The most endearing thing about Billy Wagner is that he has had a special career yet never considered himself special. Now that the Braves closer's career might be over, Wagner still isn't all that impressed with himself.
Wagner was placed on the disabled list by the Braves on Sunday before they lost to the Giants in Game Three to fall behind two games to one in their National League Division Series. He strained an oblique muscle in Game Two. Under Major League Baseball rules, Wagner will also have to sit out the National League Championship Series if the Braves make a comeback. Even then, his status for the World Series would be quite iffy.
If this is the end for Wagner, he will finish his career with 422 saves, fifth on the all-time list. Saves are certainly not the greatest indicator of a reliever's performance, but Wagner has contributed 50.8 WARP during his 16-year career. Yet when asked if he had thought about what his legacy might be, Wagner basically shrugged.
"We're only playing baseball," Wagner said. "We're not changing anybody's lives. I've enjoyed it. It's allowed me to really do a lot of things for my family and for my community. But as far as looking back and trying to dig myself a little bit, I don't do that."
Wagner certainly is going out on a high note as his 6.3 WARP this season represents a career high. It came after he was limited to 15
"I've had a great career and I don't need to define my career by having a successful season," Wagner said. "We all would like to draw it up as having a World Series and everybody dog pile on us, but that doesn't happen all the time. I'm here now to support my teammates and ride coattails and do whatever to get a World Series ring. That is honestly one of the reasons that I came back for this season. Everybody's asked me all year why am I retiring. Well, it didn't have anything to do with whether I pitched well or didn't pitch well, it was to go out to compete and have a chance to win a ring. Maybe it's not going to happen the way I want it to, and that's just life."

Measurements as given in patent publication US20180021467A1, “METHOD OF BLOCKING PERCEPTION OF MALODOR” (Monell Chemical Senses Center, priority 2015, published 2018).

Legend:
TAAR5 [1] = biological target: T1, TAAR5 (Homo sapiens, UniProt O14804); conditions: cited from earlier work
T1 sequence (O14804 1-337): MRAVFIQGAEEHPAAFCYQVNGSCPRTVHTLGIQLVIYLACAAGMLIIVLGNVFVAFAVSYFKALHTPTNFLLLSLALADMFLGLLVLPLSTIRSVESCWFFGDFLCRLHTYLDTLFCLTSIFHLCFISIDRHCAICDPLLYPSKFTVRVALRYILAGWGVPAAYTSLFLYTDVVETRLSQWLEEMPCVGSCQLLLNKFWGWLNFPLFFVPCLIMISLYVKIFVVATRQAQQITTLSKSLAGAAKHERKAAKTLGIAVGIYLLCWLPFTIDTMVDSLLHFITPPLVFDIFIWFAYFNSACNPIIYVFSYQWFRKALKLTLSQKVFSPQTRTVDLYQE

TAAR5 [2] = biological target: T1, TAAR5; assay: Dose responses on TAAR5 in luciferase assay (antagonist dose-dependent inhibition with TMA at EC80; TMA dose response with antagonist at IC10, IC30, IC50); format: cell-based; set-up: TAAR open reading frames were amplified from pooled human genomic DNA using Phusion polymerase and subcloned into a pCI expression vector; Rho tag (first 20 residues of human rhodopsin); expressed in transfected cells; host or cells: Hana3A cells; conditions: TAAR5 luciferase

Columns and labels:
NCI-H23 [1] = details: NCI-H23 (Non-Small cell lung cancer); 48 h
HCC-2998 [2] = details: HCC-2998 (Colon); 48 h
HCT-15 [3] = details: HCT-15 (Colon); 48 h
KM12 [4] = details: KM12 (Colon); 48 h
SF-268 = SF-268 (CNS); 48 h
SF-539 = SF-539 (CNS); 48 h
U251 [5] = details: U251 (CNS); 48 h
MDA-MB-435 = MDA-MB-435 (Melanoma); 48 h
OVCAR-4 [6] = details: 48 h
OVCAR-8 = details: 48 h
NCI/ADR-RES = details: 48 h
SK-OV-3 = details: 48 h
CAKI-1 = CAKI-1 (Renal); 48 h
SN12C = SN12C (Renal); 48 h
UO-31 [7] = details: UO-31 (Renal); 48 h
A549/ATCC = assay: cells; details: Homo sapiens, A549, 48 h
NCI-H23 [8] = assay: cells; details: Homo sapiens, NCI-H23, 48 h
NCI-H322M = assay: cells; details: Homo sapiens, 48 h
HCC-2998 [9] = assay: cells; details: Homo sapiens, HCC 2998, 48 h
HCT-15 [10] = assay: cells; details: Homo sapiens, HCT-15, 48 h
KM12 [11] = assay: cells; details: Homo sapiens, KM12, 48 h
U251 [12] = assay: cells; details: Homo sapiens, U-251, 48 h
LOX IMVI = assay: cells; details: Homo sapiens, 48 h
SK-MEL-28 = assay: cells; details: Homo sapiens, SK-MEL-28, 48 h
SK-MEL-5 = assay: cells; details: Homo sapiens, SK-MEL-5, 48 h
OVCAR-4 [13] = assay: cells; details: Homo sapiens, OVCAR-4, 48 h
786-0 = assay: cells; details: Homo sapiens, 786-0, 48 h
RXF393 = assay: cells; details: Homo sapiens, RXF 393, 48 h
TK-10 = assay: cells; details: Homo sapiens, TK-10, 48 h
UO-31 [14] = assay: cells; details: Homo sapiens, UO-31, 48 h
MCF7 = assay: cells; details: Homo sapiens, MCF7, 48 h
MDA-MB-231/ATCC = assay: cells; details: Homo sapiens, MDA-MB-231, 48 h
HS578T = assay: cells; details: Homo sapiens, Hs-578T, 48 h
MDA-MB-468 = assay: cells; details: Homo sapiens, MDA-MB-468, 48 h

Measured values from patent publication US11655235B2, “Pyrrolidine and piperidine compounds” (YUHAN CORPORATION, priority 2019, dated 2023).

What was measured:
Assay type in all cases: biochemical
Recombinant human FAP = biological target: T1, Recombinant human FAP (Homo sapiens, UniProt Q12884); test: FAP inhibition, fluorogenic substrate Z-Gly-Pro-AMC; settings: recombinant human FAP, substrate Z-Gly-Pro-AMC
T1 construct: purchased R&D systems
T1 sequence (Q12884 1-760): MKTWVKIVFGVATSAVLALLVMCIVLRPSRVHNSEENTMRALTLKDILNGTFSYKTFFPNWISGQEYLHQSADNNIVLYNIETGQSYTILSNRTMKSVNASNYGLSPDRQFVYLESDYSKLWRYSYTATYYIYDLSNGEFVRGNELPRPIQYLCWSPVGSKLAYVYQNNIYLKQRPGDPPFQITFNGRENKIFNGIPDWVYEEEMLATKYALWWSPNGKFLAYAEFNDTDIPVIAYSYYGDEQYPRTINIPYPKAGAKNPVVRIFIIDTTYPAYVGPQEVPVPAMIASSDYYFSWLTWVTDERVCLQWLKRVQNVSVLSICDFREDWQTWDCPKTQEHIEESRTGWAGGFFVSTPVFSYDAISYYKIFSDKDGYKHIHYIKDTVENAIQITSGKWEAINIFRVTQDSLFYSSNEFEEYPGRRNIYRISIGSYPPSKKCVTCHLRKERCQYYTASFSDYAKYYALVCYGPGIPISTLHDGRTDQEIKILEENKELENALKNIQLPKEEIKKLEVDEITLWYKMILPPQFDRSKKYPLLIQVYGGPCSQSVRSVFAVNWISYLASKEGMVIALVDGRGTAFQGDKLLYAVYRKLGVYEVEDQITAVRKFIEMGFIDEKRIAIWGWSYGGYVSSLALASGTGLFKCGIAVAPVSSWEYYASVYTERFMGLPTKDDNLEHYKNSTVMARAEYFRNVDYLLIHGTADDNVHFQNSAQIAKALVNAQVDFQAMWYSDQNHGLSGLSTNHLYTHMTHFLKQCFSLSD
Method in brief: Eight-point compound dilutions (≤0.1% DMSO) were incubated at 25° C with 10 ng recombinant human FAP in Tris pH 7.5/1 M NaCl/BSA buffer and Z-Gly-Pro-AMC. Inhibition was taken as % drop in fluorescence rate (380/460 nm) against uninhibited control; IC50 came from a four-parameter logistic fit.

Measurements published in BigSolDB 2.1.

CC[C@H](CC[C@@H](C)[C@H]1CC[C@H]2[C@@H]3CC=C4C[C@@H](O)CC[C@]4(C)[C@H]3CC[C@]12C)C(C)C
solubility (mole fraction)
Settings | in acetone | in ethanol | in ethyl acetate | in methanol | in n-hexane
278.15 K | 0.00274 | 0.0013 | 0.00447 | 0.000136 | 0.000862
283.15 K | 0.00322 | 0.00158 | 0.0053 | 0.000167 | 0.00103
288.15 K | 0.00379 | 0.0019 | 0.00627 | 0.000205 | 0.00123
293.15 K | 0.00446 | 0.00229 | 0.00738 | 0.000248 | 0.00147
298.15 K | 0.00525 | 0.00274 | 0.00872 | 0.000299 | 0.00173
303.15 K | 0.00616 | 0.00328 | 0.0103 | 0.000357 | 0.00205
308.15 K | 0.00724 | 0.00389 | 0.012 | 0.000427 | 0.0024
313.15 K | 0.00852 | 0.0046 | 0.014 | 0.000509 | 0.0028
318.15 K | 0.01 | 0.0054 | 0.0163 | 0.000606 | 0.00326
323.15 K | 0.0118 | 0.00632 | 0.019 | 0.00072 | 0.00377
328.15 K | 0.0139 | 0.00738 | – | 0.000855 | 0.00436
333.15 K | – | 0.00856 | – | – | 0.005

The Braves were unable to close out Game Three on Sunday without Wagner as the Giants rallied with two runs in the top of the ninth inning for a 3-2 victory at Turner Field. Rookie Craig Kimbrel took the loss, though the winning run scored on second baseman Brooks Conrad's third error of the game.
Despite Kimbrel's hiccup, Wagner believes the 22-year-old rookie is the natural choice to replace him as the Braves' closer. Kimbrel struck out 40 of the 88 batters he faced in the regular season, an amazing 45 percent, while contributing 1.7 WARP in just 20
"The hardest person to hit is somebody that gets a lot of swinging misses," Wagner said. "He has a rising fastball, and his breaking ball has been probably a little better than what everybody had expected. He's commanded it really well, so he's become very dangerous. He can throw ahead in the count and he can throw for a swing and missed pitch, too. So it kind of gives you that two-headed monster when he's out there."